TORONTO — A new-look outfield is going to pose some challenges for Toronto Blue Jays manager Charlie Montoyo in the early going.

The club is viewing it as a great problem to have at this point.

With George Springer now manning centre field and Lourdes Gurriel Jr. in line for an everyday role in left, it comes down to fitting Teoscar Hernandez and Randal Grichuk into the lineup on a daily basis, while also using the DH spot to find at-bats for Rowdy Tellez, Vladimir Guerrero Jr. and potentially Alejandro Kirk.

After spending 2020 as the starting centre fielder, Grichuk is the one who should be bracing for a diminished role in the early going, something he seems to be accepting … for now.

“We’ve got four guys that need to play every day,” Grichuk said Saturday, ahead of Sunday’s Grapefruit League opener in Tampa against the New York Yankees. “Obviously, that DH spot isn’t going to be available every day, so there’s going to be somebody that’s not playing every day. I would imagine it’s going to be performance-based, it’s going to be key, and then, I guess, just moving guys around.”

With the Jays’ front office targeting Springer out of the chute when free agency started, Grichuk had to sit and watch from afar as they tried to upgrade his position.

They eventually did in January with the best guy on the market, and then attempted to land another everyday outfielder in Michael Brantley, as well.

“It didn’t upset me,” Grichuk said. “I’m a professional so I’m going to handle it professionally and understand if they thought centre field was their major priority where they needed help, so be it. I think I played a lot better last year than a lot of people think if you look at the numbers, but I think right field is my best position anyway.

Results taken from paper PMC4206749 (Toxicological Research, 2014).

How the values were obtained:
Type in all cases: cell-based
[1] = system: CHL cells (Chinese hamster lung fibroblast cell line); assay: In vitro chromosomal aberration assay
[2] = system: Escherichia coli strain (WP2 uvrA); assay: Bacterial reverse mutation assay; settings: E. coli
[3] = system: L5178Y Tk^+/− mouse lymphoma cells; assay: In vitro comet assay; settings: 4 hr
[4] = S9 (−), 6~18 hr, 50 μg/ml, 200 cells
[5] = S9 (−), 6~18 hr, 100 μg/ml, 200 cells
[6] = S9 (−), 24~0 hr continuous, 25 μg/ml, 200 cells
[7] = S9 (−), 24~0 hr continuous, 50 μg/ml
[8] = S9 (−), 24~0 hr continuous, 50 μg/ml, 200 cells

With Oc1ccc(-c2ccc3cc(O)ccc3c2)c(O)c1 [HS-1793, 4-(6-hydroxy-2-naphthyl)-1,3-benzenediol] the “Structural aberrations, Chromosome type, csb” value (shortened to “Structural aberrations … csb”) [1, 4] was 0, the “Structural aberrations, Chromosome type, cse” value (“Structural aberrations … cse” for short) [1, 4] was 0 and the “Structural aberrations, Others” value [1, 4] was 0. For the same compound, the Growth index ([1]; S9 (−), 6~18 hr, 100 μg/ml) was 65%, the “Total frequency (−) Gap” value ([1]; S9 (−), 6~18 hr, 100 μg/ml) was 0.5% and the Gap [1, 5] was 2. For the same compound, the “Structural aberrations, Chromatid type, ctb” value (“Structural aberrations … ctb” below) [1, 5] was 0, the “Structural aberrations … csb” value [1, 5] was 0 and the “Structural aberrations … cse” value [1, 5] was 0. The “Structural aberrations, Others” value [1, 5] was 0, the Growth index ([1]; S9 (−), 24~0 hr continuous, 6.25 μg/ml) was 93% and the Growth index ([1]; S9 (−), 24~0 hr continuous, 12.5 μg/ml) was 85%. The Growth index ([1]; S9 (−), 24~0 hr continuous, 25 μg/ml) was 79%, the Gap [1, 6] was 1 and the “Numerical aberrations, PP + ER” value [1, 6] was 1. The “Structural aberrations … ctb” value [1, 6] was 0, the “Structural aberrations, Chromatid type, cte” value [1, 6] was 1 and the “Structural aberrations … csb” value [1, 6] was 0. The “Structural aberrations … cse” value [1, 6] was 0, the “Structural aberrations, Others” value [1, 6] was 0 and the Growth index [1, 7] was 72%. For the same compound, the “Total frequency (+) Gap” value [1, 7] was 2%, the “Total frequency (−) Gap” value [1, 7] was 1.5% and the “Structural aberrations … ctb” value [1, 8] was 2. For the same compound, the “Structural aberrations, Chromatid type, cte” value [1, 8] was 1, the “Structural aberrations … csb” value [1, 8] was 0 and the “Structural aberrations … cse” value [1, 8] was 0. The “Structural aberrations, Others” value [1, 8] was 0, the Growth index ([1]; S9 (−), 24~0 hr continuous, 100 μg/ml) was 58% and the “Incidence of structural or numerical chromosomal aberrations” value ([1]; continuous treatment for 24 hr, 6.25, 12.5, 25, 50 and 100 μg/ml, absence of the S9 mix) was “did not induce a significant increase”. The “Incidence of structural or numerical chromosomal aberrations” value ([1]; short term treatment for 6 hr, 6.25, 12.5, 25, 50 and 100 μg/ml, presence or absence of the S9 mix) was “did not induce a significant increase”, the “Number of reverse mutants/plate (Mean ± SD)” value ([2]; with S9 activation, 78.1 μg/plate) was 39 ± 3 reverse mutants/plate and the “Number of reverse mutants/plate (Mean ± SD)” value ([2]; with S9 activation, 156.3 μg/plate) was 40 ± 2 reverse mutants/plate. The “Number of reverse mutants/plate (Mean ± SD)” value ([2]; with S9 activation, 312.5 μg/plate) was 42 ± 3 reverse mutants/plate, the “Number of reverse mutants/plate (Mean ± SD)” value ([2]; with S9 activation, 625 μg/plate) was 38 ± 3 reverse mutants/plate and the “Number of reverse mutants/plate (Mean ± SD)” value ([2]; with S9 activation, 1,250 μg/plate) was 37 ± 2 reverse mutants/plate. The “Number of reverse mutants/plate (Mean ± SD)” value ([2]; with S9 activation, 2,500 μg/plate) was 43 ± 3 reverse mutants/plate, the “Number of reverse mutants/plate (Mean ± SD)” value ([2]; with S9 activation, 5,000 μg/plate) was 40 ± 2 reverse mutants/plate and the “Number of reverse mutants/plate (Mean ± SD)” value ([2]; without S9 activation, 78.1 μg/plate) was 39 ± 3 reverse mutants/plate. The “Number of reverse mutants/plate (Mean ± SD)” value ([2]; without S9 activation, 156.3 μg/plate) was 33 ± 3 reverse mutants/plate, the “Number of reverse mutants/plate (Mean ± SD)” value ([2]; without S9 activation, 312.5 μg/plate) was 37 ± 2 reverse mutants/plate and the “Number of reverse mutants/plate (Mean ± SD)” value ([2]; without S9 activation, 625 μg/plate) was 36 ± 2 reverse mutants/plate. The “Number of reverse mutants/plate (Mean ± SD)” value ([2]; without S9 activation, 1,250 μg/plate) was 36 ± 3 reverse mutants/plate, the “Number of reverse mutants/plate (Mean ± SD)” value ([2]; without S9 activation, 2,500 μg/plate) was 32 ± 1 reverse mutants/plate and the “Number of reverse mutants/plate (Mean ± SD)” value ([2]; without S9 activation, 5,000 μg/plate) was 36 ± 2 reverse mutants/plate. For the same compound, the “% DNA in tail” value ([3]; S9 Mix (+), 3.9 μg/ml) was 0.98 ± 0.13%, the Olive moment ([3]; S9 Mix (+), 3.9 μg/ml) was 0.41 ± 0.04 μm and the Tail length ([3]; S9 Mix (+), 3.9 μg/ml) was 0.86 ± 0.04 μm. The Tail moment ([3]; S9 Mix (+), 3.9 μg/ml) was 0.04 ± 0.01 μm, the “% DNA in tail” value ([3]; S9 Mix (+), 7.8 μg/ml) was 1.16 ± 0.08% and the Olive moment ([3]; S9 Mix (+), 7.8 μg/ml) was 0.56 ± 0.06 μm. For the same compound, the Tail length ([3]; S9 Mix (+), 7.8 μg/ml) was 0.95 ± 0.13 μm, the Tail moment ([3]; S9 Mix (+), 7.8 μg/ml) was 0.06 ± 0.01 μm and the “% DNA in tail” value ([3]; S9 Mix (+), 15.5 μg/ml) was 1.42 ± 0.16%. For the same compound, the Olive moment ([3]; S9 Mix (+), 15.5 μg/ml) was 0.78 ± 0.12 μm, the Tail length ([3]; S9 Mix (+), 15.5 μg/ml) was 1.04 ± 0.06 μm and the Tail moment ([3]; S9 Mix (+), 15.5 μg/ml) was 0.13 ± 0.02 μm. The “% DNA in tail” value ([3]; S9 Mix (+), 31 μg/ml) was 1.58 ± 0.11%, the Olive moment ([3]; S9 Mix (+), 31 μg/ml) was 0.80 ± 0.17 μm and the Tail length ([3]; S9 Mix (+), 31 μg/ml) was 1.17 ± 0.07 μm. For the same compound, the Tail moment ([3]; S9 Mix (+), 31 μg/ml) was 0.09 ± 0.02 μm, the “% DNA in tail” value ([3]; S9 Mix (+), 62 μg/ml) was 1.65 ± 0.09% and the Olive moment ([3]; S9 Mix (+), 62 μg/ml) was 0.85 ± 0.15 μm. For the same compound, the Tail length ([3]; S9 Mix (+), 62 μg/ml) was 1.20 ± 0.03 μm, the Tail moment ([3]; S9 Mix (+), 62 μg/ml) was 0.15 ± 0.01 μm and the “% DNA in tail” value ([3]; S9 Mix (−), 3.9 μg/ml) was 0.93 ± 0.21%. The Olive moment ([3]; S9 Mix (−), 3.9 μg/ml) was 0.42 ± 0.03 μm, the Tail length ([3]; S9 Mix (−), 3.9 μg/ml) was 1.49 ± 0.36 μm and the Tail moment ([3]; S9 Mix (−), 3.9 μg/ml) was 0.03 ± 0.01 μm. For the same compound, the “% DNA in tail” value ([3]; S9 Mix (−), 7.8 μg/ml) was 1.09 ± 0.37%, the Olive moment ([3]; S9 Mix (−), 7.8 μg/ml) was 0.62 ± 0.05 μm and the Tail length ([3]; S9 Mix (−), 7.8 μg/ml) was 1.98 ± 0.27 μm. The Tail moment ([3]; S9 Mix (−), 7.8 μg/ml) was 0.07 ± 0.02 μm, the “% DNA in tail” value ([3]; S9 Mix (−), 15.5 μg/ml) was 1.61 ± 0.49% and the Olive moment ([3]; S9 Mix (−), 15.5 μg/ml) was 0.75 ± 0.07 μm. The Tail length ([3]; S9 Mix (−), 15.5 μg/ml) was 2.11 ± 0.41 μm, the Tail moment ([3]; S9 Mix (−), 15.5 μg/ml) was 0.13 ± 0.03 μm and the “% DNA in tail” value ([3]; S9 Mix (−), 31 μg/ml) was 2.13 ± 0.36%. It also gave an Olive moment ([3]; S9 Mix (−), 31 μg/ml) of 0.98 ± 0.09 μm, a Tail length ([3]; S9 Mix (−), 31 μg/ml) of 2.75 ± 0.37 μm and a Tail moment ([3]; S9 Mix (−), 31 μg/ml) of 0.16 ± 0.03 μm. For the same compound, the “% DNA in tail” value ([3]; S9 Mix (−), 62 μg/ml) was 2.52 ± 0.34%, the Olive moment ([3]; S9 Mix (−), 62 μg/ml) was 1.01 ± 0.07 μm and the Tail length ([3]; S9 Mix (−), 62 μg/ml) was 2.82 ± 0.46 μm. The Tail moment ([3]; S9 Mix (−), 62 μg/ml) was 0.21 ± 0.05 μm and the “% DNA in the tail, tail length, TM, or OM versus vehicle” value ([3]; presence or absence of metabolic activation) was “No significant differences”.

“We did get better (as a team) and, obviously, playing-wise we’ll kind of see what happens when April 1 rolls around on playing time.

“When we thought we signed Brantley, everybody kind of thought they were going to get traded,” Grichuk added. “I know I was talking to Teo and Gurriel a little bit this off-season and it was kind of crazy. … You always have it in the back of your head that if you’re going after outfielders, and understanding who we have here in the moment, there might have to be some moves made.”

Handing Grichuk a five-year, $52-million extension in April of 2019 was a head-scratcher at the time, and that deal has three seasons and $28 million remaining.

While Grichuk did some good things at the plate in 2020, specifically dropping his strikeout rate by five percentage points to a reasonable 21.2 per cent in 52 games and posting a slightly above average 109 wRC+, he remains a notoriously streaky hitter, something he’s trying to even out.
In the field, the numbers haven’t been kind to him the last two years, either, as he posted a minus-8 Defensive Runs Saved mark in centre last year, which came on the heels of a minus-9 DRS performance in right field in 2019.

Heading into his age-29 campaign, Grichuk is now balancing the desire to play for a contender and wanting an everyday role while still in his twenties.

“I’d like to say a little bit of both,” Grichuk said of what he values at this point in his career. “I think winning should be everyone’s normal, first and foremost goal, but seeing who I was in the big leagues from 2014 through ’19, I think I was a different player last year and I’m still making strides with my mechanics, with my approach, building off of last year and I’m really excited and interested to see what I can do in a 162-game season playing every day with the mindset, swing and approach that I had last year.”